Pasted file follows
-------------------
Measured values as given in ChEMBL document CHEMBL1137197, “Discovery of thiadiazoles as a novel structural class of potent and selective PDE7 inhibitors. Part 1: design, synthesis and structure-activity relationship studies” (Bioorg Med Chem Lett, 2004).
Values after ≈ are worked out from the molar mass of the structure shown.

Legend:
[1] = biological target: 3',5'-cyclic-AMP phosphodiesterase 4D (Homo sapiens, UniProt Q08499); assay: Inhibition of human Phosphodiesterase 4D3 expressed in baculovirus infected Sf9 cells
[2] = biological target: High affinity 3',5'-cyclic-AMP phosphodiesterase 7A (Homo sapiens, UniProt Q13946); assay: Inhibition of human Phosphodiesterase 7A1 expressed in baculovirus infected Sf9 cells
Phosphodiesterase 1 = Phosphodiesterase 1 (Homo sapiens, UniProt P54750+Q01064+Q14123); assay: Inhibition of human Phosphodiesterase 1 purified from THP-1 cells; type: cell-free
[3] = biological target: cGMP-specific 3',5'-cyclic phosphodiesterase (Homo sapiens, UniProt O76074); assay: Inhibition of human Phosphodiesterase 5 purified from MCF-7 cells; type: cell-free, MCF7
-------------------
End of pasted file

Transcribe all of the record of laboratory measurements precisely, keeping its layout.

Measured values as given in ChEMBL document CHEMBL1137197, “Discovery of thiadiazoles as a novel structural class of potent and selective PDE7 inhibitors. Part 1: design, synthesis and structure-activity relationship studies” (Bioorg Med Chem Lett, 2004).
Values after ≈ are worked out from the molar mass of the structure shown.

Legend:
[1] = biological target: 3',5'-cyclic-AMP phosphodiesterase 4D (Homo sapiens, UniProt Q08499); assay: Inhibition of human Phosphodiesterase 4D3 expressed in baculovirus infected Sf9 cells
[2] = biological target: High affinity 3',5'-cyclic-AMP phosphodiesterase 7A (Homo sapiens, UniProt Q13946); assay: Inhibition of human Phosphodiesterase 7A1 expressed in baculovirus infected Sf9 cells
Phosphodiesterase 1 = Phosphodiesterase 1 (Homo sapiens, UniProt P54750+Q01064+Q14123); assay: Inhibition of human Phosphodiesterase 1 purified from THP-1 cells; type: cell-free
[3] = biological target: cGMP-specific 3',5'-cyclic phosphodiesterase (Homo sapiens, UniProt O76074); assay: Inhibition of human Phosphodiesterase 5 purified from MCF-7 cells; type: cell-free, MCF7